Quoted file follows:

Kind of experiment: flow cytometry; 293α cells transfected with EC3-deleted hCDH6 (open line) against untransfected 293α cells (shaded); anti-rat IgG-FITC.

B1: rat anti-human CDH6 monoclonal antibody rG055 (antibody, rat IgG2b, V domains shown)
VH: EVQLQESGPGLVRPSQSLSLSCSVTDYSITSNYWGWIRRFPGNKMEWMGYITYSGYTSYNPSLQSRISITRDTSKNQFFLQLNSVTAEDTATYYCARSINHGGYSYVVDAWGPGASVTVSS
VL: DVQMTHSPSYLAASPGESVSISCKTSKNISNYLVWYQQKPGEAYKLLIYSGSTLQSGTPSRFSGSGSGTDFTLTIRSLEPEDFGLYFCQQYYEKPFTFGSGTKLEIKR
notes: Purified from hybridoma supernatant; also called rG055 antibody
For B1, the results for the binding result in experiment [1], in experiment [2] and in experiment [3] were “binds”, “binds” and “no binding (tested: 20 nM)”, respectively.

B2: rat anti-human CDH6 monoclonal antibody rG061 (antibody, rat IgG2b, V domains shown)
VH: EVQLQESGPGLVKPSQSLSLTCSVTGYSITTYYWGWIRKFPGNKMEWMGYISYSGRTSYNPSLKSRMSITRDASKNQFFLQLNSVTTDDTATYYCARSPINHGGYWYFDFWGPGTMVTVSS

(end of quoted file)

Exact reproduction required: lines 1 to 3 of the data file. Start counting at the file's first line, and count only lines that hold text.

Kind of experiment: flow cytometry; 293α cells transfected with EC3-deleted hCDH6 (open line) against untransfected 293α cells (shaded); anti-rat IgG-FITC.

B1: rat anti-human CDH6 monoclonal antibody rG055 (antibody, rat IgG2b, V domains shown)
VH: EVQLQESGPGLVRPSQSLSLSCSVTDYSITSNYWGWIRRFPGNKMEWMGYITYSGYTSYNPSLQSRISITRDTSKNQFFLQLNSVTAEDTATYYCARSINHGGYSYVVDAWGPGASVTVSS